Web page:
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Okay, confession time: I really like Windows Phone. I know, I know, we’re not supposed to, we’re supposed to be sheep and like iPhones and Galaxy devices, but there’s something about Microsoft’s smooth, fluid, blocky OS that has always appealed to me. What it hasn’t been able to do, however, is hold my gaze. Every time I jump in to experience its gorgeous animations, slick Live Tiles and great UI, it doesn’t take long for the missing features and little quirks waiting to be ironed out to lead me back into Android’s cold, powerful embrace.
Well, good news everyone! Today, Microsoft’s Joe Belfiore took to the stage at the company’s Build conference to announce Windows Phone 8.1, an update to the OS that will finally elevate it into some kind of parity with its Android and iOS rivals.
The biggest announcement comes in the form of the oft-rumored and frequently leaked Cortana, Microsoft’s voice assistant rival to Google Now and Apple’s Siri. Named after a character in Xbox videogame Halo, who was herself a personal assistant of sorts to main character Master Chief, it will offer many of the functions that users of other systems have grown accustomed to. It’s still very much in beta — much like when it first launched — but what Microsoft has so far is impressive. It replaces the Bing Search functionality that previously existed, and of course offers the usual Bing voice and text searches and music recognition that was already there. In addition, users can now make calls, take notes, send messages, set alarms and reminders and integrate with third party apps. Want to queue a show on Hulu to watch later? Just tell Cortana to do so. Feel the urge to shout to all your friends about how delicious your meal is? Cortana will happily post to Facebook for you.
Cortana will interact with you as naturally as Google Now and Siri, meaning common language can be used. Belfiore asked Cortana “What’s up with Terry Myerson?” and she pulled in his profile page for instant viewing. Give her access, and she’ll learn your habits and preferences, just like Google Now. If Cortana detects a flight confirmation in your email inbox, it will be displayed as a reminder, while any searches will be remembered to pull in relevant data and offer suggestions. Furthermore, third-party integration will offer multiple ways of completing a task — if you’d like to call someone but want to use Skype, just tell Cortana and she’ll launch the app and connect the dots.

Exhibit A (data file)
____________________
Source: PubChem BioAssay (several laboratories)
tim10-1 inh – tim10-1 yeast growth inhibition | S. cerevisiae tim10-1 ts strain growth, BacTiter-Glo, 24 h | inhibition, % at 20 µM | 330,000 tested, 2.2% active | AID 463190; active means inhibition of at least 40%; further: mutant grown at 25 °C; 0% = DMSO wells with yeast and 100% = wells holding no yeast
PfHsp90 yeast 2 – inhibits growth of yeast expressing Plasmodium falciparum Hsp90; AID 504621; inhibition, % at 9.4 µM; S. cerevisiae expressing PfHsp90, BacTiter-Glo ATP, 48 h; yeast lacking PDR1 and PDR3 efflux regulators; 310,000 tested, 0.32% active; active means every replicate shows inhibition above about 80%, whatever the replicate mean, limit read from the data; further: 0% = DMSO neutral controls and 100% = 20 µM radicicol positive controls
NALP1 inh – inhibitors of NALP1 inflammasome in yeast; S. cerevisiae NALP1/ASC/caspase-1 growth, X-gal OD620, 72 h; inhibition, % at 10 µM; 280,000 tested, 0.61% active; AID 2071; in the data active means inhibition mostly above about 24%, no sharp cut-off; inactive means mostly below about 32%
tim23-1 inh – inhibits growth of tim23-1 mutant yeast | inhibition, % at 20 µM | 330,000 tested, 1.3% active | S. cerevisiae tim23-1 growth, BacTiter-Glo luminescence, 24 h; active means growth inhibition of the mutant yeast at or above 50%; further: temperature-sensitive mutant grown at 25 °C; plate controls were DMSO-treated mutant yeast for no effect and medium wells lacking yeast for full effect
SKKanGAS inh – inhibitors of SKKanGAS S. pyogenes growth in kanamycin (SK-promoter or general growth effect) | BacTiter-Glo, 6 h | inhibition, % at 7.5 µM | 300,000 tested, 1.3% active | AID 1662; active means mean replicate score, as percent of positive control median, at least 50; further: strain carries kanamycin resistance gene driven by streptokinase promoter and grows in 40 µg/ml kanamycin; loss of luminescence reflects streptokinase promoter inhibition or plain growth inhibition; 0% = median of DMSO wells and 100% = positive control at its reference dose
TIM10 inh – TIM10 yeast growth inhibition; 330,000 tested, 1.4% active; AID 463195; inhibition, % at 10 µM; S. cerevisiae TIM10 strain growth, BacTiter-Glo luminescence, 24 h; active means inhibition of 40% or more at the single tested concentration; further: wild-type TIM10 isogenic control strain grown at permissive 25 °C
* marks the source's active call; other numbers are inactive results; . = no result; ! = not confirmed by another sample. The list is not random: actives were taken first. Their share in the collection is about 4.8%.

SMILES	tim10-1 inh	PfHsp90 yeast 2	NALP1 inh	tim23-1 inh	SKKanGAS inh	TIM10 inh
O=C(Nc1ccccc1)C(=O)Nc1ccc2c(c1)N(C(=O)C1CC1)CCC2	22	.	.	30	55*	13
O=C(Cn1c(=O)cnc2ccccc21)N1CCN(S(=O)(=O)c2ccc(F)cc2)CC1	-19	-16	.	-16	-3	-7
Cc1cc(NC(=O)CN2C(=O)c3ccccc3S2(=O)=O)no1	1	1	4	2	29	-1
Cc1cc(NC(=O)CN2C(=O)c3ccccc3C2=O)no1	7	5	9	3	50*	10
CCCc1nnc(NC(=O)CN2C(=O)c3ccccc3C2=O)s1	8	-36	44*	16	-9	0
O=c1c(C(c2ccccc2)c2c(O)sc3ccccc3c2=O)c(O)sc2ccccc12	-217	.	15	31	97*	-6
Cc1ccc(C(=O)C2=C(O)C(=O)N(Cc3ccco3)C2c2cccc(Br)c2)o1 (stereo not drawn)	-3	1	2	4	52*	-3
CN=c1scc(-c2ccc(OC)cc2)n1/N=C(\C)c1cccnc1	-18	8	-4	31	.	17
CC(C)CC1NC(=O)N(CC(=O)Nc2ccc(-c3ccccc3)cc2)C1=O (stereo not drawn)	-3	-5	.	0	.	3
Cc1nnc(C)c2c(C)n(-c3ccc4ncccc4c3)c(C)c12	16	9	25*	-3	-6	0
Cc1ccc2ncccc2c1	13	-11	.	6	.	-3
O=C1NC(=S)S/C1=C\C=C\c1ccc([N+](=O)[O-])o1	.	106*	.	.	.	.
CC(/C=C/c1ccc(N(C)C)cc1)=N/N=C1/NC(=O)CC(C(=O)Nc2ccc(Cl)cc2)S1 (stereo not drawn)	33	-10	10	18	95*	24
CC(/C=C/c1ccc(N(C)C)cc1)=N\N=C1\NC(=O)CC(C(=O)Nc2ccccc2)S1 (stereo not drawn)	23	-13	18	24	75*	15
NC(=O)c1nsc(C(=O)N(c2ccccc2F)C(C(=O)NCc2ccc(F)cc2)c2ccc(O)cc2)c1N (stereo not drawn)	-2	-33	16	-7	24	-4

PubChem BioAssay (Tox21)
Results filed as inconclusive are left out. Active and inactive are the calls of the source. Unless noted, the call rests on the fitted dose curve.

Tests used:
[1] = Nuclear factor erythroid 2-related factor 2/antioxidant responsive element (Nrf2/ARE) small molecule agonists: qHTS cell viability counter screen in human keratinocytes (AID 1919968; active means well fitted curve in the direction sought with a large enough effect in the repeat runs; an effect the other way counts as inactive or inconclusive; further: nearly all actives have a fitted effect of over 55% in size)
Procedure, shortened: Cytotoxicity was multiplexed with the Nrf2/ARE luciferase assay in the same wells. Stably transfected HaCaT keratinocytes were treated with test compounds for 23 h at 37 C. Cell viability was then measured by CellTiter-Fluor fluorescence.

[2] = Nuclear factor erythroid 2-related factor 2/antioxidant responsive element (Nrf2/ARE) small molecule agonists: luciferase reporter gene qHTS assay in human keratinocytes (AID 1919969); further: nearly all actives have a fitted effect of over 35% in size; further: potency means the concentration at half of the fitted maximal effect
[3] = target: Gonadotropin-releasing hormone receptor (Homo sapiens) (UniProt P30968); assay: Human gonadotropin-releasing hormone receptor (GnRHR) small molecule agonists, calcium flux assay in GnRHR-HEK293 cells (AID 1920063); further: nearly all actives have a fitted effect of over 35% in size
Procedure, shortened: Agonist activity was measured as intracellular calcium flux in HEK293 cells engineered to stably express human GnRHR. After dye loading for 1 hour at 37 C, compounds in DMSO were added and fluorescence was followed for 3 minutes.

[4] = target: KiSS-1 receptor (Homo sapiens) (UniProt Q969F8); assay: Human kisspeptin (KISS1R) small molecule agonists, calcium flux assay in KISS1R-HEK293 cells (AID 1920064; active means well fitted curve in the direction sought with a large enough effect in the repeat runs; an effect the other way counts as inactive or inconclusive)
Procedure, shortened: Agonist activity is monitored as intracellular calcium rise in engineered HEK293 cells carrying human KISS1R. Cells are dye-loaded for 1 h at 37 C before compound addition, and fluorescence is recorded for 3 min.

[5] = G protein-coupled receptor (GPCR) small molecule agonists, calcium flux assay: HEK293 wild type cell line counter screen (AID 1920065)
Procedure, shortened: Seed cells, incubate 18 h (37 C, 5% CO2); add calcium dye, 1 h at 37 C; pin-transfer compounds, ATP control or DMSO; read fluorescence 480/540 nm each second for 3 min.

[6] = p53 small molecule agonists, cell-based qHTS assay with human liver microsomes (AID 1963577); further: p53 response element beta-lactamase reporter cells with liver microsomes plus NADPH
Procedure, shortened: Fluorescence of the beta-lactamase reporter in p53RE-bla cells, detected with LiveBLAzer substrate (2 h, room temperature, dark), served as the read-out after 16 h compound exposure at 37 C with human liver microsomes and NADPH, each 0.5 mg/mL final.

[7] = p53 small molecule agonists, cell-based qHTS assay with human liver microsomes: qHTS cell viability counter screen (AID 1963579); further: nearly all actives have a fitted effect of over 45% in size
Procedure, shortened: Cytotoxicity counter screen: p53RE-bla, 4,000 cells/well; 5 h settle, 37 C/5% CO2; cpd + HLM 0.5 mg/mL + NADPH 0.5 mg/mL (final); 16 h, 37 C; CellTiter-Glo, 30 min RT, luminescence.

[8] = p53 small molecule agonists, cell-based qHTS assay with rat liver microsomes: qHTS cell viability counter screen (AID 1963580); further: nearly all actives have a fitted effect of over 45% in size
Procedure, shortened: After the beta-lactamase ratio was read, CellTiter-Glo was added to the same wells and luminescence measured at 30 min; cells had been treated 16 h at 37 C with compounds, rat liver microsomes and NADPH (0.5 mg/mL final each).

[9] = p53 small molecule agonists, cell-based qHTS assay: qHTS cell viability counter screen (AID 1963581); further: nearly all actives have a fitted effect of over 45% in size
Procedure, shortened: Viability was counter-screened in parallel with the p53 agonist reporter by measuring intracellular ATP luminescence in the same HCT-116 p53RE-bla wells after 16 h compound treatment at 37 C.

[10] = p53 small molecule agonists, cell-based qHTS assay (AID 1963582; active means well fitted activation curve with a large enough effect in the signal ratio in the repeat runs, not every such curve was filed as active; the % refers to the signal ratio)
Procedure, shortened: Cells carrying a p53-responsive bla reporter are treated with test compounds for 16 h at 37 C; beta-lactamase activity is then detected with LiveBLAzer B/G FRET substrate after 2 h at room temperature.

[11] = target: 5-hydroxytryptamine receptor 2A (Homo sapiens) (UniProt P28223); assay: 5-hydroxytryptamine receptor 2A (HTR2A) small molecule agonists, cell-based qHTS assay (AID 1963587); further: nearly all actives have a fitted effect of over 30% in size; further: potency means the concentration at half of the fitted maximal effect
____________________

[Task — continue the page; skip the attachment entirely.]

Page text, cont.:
Cortana is a core function of the new OS, but it’s not the only new feature on offer. Another must have feature that originated on Android and made its way to iOS is a notification center, accessed by swiping from the top of the screen. Dubbed the Action Center, it’ll feature the requisite toggles for switching WiFi, screen rotation, brightness, Bluetooth and other such functions, as well as throwing notifications up for users to browse through and dismiss at their leisure.
Windows Phone’s start screen has been given an overhaul. Users can now set an image to show under tiles which use the default theme — it isn’t a wallpaper as such; instead, the tiles appear like a window, looking down onto the image. It’s a neat effect. Also on board is a revamped app store, which will automatically download new updates, offer better suggestions for new apps and let users better manage their downloaded content. The Calendar has gained a weekly view and now shows the weather for each day. Wi-Fi Sense will streamline the process of connecting to networks — it’ll recognize dependable networks like Starbucks WiFi and automatically accept any terms of conditions, letting you jump straight into browsing.
Swipe functionality is now embedded in the keyboard, which lets users trace over letters rather than type them individually — a welcome addition for those used to the feature on Android phones. Lastly, business users are heavily catered for this time around: VPN support is here, as are signed and encrypted messages, which should help make corporate espionage that little bit trickier.
Windows Phone 8.1 devices will launch in the coming weeks, while Microsoft has promised that all current Windows Phone 8 Lumia devices will be updated to the new software. All-in-all, it’s a broad range of updates — not all of which are listed here — and should help stop shots from iOS and Android fanboys that Windows Phone is lacking some essential features. We’ll have to reserve judgement until we get our hands on the full update, but for now, this writer can’t wait to see what his Lumia 1520 looks like dressed in Windows Phone 8.1.
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